I. District Court Review
"In reviewing a final decision of the [Social Security Administration ("SSA")], this Court is limited to determining whether the SSA's conclusions were supported by substantial evidence in the record and were based on a correct legal standard." Talavera v. Astrue, 697 F.3d 145, 151 (2d Cir. 2012) (quotation omitted); see also 42 U.S.C. § 405(g). The Act holds that a decision by the Commissioner is "conclusive" if it is supported by substantial evidence. 42 U.S.C. § 405(g). "Substantial evidence means more than a mere scintilla. It means such relevant evidence as a reasonable mind might accept as adequate to support a conclusion." Moran v. Astrue, 569 F.3d 108, 112 (2d Cir. 2009) (quotation omitted). It is not the Court's function to "determine de novo whether [the claimant] is disabled." Schaal v. Apfel, 134 F.3d 496, 501 (2d Cir. 1998) (quotation omitted); see also Wagner v. Sec'y of Health & Human Servs., 906 F.2d 856, 860 (2d Cir. 1990) (holding that review of the Secretary's decision is not de novo and that the Secretary's findings are conclusive if supported by substantial evidence). However, "[t]he deferential standard of review for substantial evidence does not apply to the Commissioner's conclusions of law." Byam v. Barnhart, 336 F.3d 172, 179 (2d Cir. 2003) (citing Townley v. Heckler, 748 F.2d 109, 112 (2d Cir. 1984)).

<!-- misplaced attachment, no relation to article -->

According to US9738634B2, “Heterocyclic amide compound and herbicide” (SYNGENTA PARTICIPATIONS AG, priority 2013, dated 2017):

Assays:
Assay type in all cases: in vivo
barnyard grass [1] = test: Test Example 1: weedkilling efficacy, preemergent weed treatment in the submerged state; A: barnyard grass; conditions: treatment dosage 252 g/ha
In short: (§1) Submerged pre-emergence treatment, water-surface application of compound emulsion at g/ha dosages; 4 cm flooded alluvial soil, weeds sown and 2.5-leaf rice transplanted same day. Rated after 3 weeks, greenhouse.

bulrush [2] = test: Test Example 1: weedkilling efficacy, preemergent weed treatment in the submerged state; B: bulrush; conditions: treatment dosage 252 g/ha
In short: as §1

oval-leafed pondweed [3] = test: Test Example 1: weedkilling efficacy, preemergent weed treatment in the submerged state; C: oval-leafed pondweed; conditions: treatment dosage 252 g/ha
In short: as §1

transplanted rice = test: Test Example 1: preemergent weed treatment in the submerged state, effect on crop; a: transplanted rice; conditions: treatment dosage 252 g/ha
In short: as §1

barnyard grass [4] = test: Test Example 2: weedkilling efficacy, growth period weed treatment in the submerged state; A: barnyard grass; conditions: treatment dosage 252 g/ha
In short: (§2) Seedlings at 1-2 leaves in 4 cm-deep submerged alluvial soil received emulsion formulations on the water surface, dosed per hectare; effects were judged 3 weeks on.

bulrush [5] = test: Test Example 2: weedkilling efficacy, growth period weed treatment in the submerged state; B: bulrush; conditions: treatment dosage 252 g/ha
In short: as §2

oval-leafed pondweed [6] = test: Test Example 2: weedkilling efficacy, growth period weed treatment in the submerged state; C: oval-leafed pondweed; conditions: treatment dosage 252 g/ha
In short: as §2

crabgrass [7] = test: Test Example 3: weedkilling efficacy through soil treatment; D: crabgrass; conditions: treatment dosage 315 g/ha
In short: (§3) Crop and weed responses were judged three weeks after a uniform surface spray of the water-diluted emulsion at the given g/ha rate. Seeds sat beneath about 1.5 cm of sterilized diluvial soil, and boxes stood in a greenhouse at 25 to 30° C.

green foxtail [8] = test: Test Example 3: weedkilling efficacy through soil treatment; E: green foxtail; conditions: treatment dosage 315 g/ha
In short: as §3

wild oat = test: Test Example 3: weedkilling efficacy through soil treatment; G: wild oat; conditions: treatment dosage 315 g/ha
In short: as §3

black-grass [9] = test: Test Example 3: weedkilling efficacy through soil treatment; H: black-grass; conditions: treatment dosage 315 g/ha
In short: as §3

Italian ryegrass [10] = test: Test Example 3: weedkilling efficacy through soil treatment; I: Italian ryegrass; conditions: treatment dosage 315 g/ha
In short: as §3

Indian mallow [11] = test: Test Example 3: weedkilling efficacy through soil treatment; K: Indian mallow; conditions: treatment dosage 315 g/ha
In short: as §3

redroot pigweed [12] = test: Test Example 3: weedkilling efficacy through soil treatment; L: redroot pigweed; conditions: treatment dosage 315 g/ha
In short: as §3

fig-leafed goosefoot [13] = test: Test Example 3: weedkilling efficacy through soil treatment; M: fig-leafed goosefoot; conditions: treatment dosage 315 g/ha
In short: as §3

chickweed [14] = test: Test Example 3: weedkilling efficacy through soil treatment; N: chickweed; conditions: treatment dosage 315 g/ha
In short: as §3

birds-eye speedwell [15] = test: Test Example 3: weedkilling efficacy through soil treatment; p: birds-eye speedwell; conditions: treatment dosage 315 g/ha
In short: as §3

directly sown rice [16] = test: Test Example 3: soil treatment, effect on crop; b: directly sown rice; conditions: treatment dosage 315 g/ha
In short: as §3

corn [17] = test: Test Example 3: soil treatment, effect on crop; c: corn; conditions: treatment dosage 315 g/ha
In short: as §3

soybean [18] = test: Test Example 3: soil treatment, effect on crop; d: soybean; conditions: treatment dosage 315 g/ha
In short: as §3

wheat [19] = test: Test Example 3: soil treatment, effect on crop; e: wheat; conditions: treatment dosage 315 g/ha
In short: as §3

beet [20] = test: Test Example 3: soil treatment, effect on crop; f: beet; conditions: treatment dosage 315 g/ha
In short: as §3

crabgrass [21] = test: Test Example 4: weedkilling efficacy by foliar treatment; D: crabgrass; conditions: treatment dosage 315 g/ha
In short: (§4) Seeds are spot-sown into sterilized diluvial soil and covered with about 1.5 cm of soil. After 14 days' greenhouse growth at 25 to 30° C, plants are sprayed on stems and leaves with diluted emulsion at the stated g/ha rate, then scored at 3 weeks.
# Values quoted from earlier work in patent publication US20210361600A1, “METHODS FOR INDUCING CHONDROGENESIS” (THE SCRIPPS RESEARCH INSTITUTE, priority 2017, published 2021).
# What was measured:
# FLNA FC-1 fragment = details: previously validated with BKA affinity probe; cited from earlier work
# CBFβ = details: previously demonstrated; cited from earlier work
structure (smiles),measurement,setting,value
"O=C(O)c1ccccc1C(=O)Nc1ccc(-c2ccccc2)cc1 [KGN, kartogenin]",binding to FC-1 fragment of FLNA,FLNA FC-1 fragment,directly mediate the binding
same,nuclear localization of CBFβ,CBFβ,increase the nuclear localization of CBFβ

II. Disability Determination